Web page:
"Did you think the prisoner might return?"

"No," replied the witness quickly. "Why should I think that?"

"How long did you stay watching the house?"

"It might be a matter of ten minutes more."

"And the prisoner didn't return during that time?"

"No," replied the witness emphatically.

"What did you do after that?"

"I went to the Tube station."

"Prisoner might have returned after you left?"

"I suppose he might," replied the witness reluctantly.

"Well, now, witness, you say you stayed ten minutes after Holymead left, and during that time Sir Horace opened the window and leaned out of it?"


"You saw him distinctly?"


"You are sure it was Sir Horace Fewbanks?"


"Now, witness," said Mr. Walters, suddenly changing his tone to one of more severity than he had previously used, "you have told us that you heard Sir Horace Fewbanks and the prisoner in the library while you stood in the wood by the garage, and that subsequently you saw Sir Horace leaning out of the window after the prisoner had gone. You are quite sure you were able to see and hear all this from where you stood?"


"Are you aware, witness, that there is a large chestnut-tree at the side of the library, in front of the window?"

Kemp considered for a moment.

"Yes," he said.

"And did not that tree obstruct your view of the library window?"


"Witness," said Mr. Walters solemnly, "listen to me. This tree did not obstruct your view when you went to Riversbrook a week or so ago to decide on the nature of the evidence you would give in this court. It is bare of leaves now, and you could see the library window and even see into the library from where you stood. But I put it to you that on the 18th of August, when this tree was covered with its summer foliage, you could no more have seen the library window behind its branches than you could have seen the inhabitants of Mars. What answer have you got to that, witness?"

There was a slight stir in court—an expression of the feeling of tension among the spectators. Kemp drew the back of his hand across his lips, then moistened his lips with his tongue.

"Come, witness, give me an answer," thundered prosecuting Counsel.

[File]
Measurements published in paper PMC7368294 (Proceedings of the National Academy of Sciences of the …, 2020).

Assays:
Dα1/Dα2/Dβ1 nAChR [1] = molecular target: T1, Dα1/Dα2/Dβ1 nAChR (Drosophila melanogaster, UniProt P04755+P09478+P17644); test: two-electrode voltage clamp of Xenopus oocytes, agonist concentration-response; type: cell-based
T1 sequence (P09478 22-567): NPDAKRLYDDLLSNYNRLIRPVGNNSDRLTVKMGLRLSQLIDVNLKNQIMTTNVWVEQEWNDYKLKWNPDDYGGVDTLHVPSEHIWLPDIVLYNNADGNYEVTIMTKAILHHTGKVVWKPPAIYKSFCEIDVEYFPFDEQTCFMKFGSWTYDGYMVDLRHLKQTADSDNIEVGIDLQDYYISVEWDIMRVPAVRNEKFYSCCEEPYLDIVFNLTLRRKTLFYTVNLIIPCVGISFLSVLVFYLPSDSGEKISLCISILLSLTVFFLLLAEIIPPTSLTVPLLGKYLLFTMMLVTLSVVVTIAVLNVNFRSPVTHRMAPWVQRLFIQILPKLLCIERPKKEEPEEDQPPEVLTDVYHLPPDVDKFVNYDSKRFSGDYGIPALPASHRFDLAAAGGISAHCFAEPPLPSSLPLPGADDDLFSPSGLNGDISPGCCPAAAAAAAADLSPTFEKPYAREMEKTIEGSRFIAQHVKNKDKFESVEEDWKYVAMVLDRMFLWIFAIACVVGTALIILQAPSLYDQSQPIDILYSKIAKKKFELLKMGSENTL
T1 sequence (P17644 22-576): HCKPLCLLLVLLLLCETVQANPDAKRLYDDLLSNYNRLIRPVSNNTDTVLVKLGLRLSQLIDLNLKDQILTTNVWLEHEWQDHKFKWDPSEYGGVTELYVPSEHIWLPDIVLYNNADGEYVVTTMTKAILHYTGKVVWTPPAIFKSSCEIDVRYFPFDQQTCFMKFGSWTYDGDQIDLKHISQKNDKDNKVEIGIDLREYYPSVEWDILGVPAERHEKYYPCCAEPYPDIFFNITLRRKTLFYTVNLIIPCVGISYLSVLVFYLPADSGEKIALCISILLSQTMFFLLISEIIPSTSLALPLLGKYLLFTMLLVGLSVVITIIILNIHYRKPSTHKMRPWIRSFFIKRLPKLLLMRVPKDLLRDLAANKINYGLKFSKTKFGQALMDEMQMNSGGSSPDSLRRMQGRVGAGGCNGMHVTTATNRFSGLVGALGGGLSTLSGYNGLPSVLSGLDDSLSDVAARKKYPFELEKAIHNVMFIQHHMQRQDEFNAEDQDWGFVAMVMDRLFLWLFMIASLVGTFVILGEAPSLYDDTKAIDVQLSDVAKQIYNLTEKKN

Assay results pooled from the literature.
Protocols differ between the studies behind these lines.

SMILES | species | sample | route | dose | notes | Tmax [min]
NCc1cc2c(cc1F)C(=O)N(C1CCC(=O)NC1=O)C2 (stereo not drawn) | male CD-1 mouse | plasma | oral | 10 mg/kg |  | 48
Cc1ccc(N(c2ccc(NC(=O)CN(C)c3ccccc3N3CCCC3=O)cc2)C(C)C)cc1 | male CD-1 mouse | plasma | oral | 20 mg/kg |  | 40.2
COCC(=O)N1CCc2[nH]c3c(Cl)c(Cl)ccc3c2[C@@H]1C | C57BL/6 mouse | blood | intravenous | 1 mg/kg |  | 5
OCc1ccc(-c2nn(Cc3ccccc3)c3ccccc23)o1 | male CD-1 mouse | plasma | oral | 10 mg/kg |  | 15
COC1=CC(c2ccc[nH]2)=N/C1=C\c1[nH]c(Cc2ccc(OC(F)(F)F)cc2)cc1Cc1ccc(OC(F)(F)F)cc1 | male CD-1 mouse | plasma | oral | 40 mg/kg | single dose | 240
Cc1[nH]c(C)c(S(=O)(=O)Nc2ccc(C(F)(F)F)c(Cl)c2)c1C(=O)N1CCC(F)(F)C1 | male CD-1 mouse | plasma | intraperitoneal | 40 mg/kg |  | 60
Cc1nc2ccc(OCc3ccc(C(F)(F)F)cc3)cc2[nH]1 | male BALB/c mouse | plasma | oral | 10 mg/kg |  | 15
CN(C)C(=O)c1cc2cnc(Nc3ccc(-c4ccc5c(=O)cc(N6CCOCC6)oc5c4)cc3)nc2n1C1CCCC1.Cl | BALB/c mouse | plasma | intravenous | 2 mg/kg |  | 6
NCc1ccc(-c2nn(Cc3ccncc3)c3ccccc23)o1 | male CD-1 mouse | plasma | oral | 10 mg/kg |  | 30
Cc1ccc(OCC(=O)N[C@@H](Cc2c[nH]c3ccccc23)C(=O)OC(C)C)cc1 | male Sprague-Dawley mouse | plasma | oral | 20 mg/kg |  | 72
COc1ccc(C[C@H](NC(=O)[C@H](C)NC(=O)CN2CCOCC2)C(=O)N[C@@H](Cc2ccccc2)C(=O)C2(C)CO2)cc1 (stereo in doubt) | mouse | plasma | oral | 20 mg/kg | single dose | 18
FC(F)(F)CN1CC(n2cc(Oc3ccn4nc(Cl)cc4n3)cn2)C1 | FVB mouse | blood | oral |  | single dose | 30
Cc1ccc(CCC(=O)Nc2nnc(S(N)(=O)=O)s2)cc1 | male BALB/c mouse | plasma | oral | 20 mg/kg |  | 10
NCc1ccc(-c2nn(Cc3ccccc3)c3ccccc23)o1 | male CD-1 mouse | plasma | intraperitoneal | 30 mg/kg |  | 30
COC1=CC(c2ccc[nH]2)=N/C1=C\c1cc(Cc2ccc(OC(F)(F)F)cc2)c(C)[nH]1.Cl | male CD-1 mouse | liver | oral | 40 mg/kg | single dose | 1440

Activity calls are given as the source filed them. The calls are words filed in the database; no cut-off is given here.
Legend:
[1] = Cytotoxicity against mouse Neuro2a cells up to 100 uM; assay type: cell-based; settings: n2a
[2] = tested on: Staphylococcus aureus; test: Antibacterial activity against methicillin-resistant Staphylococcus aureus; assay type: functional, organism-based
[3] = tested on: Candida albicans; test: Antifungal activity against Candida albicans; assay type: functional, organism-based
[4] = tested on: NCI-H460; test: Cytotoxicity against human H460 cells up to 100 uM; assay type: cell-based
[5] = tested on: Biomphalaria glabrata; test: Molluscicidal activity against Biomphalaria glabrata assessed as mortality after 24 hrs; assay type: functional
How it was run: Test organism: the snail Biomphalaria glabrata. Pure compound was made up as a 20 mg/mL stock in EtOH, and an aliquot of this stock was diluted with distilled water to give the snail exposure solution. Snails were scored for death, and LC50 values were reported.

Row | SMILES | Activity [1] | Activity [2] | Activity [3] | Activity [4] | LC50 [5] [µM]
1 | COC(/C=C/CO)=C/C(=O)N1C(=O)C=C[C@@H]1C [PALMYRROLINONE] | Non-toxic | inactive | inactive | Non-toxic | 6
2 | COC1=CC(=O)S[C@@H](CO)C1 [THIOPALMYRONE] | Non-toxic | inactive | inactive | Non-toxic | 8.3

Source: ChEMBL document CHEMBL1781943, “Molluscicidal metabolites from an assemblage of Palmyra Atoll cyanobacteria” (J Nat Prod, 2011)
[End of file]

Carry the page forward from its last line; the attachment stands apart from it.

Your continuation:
"I tell you I saw him after Mr. Holymead had left," declared Kemp defiantly. His voice had suddenly become hoarse.

To the surprise of the members of the legal profession who were in court, Mr. Walters, instead of pressing home his advantage, switched off to something else.

"I believe you have a feeling of gratitude towards the prisoner?" he asked, in a milder tone.

"I have," said Kemp. His defiant, insolent attitude had suddenly vanished, and he gave the impression of a man who feared that every question contained a trap.

"He did something for a relative of yours which at that time greatly relieved your mind?"

"He did, and I'll never forget it."

"Well, we won't go further into that at present. But it is a fact that you would like to do him a good turn?"


"You came here with the intention of doing him a good turn?"

Kemp considered for a moment before answering:


"You came here with the intention of giving evidence that would get him off?"


"You came here with the intention of committing perjury in order to get him off?" Mr. Walters waited, but there was no reply to the question, and he added, "You see what your perjured evidence has done for him?"

"What has it done?" asked Kemp sullenly.

"It has established the prisoner's guilt beyond all reasonable doubt in the minds of men of common sense. You did not see Sir Horace Fewbanks that night after the prisoner left him. You could not have seen him even if he had leaned out of the window. But your whole story is a lie, because Sir Horace was dead when the prisoner left him."

"He was not," shouted Kemp. "I saw him alive. I saw him as plain as I see you now."

The man in court who was most fascinated by the witness was Crewe. He had watched every movement of Kemp's face, every change in the tone of his voice.

"I wonder what the fool will say next," whispered Inspector Chippenfield to Crewe.

"He will tell us how Sir Horace Fewbanks was shot," was Crewe's reply.

Mr. Walters approached a step nearer to the witness-box. "You saw him as plainly as you see me now?" he repeated.

"Yes," declared Kemp, who, it was evident, was labouring under great excitement. "You say I came here to commit perjury if it would get him off." He pointed with a dramatic finger to the man in the dock. "I did. And I came here to get him off by telling the truth if perjury didn't do it. You say I've helped to put the rope round his neck. But I'm man enough to tell the truth. I'll get him off even if I have to swing for it myself."

This outburst from the witness-box created a sensation in court. Many of the spectators stood up in order to get a better view of the witness, and some of the ladies even jumped on their seats. Mr. Justice Hodson was momentarily taken aback. His first instinct was to check the witness and to ask him to be calm, but the witness took no notice of him. He displayed his judicial authority by an impressive descent of an uplifted hand which compelled the unruly spectators to resume their seats.

It was on Mr. Walters that Kemp concentrated his attention. It was Mr. Walters whom he set himself to convince as if he were the man who could set the prisoner free. Of the rest of the people in court Kemp in his excitement had become oblivious.